The first chapter presents the works of David Favrod, Kimisa, and Salvatore Vitale. They have in common that they use photography to ask questions about themselves, their cultural and biographical identity, their own past or their relation to history. Their autobiographical approach focuses on their childhood and youth. The photographers seem to travel back into an unconscious past, trying to fill the gaps of their conscious memory with lyrical dreamlike explorations and with narrative imagination.

David Favrod, The Bunker, 2012, Archival pigment print, 64 x 80 cm, © David Favrod
Salvatore Vitale, From the series “The Moon Was Broken”, 2014-16, Archival pigment print, 130 x 97.5 cm, © Salvatore Vitale

In the second chapter, the focus lies more on a territory or an environment that holds an important place in the biography of the artists. Lau Wei and Anne Golaz investigate physical spaces as a form of individual expression. The traces which people have left behind, objects and even the specific ambiance of a room reveal themselves as part of the photographers’ identity. The story presented by Zeng Yi Cheng is a love story, a very personal visual poem. All these works also deal with the passing of time and try to find coherence or meaning in a world full of incomprehensible fragments. Past and present are mixed in an intricate way.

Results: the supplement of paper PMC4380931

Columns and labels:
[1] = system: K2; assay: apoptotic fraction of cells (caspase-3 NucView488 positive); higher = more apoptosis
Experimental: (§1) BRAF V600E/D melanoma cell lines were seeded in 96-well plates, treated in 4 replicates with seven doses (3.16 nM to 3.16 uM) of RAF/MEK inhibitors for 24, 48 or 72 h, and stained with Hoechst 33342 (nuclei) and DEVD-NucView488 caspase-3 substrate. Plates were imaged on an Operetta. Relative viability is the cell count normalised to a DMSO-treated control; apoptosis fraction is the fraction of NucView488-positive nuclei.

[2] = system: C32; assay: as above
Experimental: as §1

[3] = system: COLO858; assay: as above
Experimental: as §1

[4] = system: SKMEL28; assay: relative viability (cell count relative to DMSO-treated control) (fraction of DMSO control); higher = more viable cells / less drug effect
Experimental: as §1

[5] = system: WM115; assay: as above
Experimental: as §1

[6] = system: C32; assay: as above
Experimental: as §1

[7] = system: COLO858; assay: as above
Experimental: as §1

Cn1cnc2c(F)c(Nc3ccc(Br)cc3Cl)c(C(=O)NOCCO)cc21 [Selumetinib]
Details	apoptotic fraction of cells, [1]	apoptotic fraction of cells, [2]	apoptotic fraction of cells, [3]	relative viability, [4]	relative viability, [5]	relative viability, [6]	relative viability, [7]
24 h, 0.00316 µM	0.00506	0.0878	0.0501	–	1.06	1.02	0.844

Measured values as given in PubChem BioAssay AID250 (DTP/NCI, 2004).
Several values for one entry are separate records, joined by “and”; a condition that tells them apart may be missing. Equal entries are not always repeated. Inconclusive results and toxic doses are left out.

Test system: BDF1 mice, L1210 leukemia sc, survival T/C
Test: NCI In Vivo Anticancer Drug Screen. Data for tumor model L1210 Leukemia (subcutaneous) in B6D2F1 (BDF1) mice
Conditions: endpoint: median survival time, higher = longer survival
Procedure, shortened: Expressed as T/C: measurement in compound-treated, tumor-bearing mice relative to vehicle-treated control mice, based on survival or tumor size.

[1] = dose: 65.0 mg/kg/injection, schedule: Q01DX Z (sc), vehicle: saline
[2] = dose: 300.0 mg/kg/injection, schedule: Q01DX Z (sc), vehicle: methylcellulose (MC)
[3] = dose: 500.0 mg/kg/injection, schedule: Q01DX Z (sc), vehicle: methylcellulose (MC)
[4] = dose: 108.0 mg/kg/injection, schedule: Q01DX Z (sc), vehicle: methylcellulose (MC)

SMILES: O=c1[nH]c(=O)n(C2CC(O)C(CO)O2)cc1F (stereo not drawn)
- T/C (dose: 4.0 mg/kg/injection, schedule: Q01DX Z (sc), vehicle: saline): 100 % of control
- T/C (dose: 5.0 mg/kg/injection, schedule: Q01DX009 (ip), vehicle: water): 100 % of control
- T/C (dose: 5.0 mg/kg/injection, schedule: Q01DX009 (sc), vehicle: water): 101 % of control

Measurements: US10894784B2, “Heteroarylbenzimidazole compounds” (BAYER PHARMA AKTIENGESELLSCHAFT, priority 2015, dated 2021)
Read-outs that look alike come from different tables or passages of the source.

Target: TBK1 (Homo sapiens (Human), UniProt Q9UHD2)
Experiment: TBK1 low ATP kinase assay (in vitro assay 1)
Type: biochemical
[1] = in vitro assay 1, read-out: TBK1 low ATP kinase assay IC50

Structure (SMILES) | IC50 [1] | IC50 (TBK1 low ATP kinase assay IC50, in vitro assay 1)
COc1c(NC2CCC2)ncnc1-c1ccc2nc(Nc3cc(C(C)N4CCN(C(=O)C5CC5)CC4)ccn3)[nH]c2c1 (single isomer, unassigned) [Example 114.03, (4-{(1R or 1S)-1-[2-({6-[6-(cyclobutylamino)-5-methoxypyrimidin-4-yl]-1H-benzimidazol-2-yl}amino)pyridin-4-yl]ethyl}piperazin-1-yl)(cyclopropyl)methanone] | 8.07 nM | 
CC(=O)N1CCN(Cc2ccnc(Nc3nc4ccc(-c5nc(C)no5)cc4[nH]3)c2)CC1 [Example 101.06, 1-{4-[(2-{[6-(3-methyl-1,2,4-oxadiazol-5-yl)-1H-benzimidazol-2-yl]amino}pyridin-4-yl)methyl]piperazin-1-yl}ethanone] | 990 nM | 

Anne Golaz, from the series “Corbeau” (Raven), 2004-15, Archival pigment prints, 100 x 80 cm, © Anne Golaz